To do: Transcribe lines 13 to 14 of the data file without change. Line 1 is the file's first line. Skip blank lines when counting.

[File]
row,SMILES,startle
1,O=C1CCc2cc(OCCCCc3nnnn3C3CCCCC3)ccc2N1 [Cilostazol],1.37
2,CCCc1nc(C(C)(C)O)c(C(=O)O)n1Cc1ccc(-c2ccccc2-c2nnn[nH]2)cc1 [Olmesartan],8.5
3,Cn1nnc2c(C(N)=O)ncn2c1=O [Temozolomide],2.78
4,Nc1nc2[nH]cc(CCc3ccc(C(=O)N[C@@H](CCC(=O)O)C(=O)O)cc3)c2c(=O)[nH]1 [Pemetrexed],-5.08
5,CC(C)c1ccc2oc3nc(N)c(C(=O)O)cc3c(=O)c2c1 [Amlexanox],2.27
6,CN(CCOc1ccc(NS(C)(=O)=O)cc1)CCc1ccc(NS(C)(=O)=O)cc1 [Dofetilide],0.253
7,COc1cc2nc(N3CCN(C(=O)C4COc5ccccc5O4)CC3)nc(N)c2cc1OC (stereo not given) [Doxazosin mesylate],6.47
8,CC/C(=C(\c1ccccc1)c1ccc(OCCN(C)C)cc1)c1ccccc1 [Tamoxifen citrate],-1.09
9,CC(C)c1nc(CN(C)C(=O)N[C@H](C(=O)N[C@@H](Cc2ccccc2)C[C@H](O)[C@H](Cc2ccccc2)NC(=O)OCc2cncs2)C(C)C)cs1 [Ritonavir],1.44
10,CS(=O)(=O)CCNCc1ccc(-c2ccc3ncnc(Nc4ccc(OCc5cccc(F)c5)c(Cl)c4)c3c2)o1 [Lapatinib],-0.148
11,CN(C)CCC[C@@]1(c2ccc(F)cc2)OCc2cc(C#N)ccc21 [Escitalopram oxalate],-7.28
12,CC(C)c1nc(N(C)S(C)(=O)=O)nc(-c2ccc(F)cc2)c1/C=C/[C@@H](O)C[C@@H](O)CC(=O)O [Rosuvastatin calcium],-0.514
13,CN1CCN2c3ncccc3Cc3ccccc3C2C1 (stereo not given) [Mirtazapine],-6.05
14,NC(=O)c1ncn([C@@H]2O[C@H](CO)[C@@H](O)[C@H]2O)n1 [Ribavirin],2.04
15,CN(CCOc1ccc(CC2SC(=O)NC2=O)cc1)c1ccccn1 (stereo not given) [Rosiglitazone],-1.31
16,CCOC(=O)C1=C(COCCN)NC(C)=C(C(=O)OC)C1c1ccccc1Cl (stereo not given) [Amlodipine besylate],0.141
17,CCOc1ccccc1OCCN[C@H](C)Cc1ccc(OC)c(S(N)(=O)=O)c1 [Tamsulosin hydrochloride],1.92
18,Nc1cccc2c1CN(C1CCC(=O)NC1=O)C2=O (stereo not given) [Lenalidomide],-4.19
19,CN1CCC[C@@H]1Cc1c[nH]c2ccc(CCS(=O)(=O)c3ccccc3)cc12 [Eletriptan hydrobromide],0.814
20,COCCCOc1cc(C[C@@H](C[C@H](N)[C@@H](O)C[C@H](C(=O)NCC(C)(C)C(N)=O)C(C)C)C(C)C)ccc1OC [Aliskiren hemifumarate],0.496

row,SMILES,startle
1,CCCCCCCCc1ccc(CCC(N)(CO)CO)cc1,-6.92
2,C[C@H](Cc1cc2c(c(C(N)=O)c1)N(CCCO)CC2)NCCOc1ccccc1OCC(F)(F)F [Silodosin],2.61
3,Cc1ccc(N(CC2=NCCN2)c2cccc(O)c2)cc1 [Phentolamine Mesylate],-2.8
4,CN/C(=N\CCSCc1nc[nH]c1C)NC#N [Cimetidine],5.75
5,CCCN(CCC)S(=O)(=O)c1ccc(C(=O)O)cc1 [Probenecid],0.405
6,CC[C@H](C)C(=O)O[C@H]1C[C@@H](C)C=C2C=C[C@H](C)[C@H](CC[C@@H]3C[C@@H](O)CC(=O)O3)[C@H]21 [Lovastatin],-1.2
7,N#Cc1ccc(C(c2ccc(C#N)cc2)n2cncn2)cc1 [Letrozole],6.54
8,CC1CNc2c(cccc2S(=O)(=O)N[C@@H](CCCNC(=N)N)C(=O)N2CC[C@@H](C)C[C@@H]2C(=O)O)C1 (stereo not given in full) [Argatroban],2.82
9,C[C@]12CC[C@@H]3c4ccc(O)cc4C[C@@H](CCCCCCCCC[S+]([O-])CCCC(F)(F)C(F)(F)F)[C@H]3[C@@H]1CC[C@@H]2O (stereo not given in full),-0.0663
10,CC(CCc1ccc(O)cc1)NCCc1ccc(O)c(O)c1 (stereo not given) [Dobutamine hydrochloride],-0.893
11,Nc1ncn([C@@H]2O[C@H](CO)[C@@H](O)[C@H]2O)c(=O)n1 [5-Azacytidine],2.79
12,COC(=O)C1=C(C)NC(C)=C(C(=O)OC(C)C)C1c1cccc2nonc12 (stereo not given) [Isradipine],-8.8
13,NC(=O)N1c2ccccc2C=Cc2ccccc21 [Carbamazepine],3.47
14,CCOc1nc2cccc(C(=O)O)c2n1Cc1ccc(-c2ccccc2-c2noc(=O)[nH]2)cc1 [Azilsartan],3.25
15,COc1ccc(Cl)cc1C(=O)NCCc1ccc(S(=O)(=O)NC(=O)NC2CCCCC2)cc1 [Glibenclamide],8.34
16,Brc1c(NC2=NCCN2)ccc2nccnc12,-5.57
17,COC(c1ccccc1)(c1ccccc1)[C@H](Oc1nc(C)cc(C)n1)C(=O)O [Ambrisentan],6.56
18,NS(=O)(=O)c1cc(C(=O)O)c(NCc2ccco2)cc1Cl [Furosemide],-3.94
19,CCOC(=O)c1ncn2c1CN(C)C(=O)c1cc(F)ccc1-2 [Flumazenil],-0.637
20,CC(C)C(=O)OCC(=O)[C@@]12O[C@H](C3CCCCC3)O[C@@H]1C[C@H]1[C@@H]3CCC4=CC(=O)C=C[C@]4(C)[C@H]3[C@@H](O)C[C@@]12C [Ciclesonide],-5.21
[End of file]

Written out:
12,CC(C)c1nc(N(C)S(C)(=O)=O)nc(-c2ccc(F)cc2)c1/C=C/[C@@H](O)C[C@@H](O)CC(=O)O [Rosuvastatin calcium],-0.514
13,CN1CCN2c3ncccc3Cc3ccccc3C2C1 (stereo not given) [Mirtazapine],-6.05